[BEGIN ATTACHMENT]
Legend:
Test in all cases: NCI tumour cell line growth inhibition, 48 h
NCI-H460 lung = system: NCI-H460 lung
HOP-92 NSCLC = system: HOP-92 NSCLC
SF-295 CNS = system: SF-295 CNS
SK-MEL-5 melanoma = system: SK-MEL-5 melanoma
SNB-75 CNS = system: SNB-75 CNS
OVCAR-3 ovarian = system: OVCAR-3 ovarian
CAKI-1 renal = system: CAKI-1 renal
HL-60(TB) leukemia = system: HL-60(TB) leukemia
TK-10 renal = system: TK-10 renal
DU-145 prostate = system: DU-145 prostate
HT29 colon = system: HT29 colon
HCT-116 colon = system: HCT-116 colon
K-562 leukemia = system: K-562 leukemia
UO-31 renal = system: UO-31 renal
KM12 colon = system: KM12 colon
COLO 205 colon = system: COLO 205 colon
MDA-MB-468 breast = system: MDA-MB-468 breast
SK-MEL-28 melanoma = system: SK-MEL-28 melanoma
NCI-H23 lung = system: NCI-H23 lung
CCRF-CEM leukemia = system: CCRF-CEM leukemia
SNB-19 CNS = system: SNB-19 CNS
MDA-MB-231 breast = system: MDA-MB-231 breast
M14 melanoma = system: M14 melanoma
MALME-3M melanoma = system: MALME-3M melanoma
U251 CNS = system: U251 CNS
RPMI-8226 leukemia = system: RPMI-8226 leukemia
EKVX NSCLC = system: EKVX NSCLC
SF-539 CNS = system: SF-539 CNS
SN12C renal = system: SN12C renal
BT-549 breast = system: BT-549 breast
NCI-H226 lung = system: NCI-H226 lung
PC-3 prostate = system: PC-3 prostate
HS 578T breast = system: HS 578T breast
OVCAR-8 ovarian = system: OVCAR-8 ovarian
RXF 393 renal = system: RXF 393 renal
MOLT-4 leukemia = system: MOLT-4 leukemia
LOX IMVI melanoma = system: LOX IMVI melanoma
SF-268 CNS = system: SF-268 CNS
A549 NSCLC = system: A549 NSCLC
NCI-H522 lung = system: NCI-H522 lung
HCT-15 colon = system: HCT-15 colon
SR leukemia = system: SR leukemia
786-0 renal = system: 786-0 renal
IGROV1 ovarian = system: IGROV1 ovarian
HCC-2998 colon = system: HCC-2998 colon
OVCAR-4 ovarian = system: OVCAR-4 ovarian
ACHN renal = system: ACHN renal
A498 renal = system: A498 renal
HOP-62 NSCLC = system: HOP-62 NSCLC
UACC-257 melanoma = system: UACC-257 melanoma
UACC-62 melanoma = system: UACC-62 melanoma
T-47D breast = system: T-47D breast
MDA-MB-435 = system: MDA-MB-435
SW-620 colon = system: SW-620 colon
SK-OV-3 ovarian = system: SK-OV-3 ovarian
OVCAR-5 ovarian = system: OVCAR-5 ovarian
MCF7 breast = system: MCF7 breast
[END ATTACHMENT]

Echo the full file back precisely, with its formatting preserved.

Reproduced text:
Legend:
Test in all cases: NCI tumour cell line growth inhibition, 48 h
NCI-H460 lung = system: NCI-H460 lung
HOP-92 NSCLC = system: HOP-92 NSCLC
SF-295 CNS = system: SF-295 CNS
SK-MEL-5 melanoma = system: SK-MEL-5 melanoma
SNB-75 CNS = system: SNB-75 CNS
OVCAR-3 ovarian = system: OVCAR-3 ovarian
CAKI-1 renal = system: CAKI-1 renal
HL-60(TB) leukemia = system: HL-60(TB) leukemia
TK-10 renal = system: TK-10 renal
DU-145 prostate = system: DU-145 prostate
HT29 colon = system: HT29 colon
HCT-116 colon = system: HCT-116 colon
K-562 leukemia = system: K-562 leukemia
UO-31 renal = system: UO-31 renal
KM12 colon = system: KM12 colon
COLO 205 colon = system: COLO 205 colon
MDA-MB-468 breast = system: MDA-MB-468 breast
SK-MEL-28 melanoma = system: SK-MEL-28 melanoma
NCI-H23 lung = system: NCI-H23 lung
CCRF-CEM leukemia = system: CCRF-CEM leukemia
SNB-19 CNS = system: SNB-19 CNS
MDA-MB-231 breast = system: MDA-MB-231 breast
M14 melanoma = system: M14 melanoma
MALME-3M melanoma = system: MALME-3M melanoma
U251 CNS = system: U251 CNS
RPMI-8226 leukemia = system: RPMI-8226 leukemia
EKVX NSCLC = system: EKVX NSCLC
SF-539 CNS = system: SF-539 CNS
SN12C renal = system: SN12C renal
BT-549 breast = system: BT-549 breast
NCI-H226 lung = system: NCI-H226 lung
PC-3 prostate = system: PC-3 prostate
HS 578T breast = system: HS 578T breast
OVCAR-8 ovarian = system: OVCAR-8 ovarian
RXF 393 renal = system: RXF 393 renal
MOLT-4 leukemia = system: MOLT-4 leukemia
LOX IMVI melanoma = system: LOX IMVI melanoma
SF-268 CNS = system: SF-268 CNS
A549 NSCLC = system: A549 NSCLC
NCI-H522 lung = system: NCI-H522 lung
HCT-15 colon = system: HCT-15 colon
SR leukemia = system: SR leukemia
786-0 renal = system: 786-0 renal
IGROV1 ovarian = system: IGROV1 ovarian
HCC-2998 colon = system: HCC-2998 colon
OVCAR-4 ovarian = system: OVCAR-4 ovarian
ACHN renal = system: ACHN renal
A498 renal = system: A498 renal
HOP-62 NSCLC = system: HOP-62 NSCLC
UACC-257 melanoma = system: UACC-257 melanoma
UACC-62 melanoma = system: UACC-62 melanoma
T-47D breast = system: T-47D breast
MDA-MB-435 = system: MDA-MB-435
SW-620 colon = system: SW-620 colon
SK-OV-3 ovarian = system: SK-OV-3 ovarian
OVCAR-5 ovarian = system: OVCAR-5 ovarian
MCF7 breast = system: MCF7 breast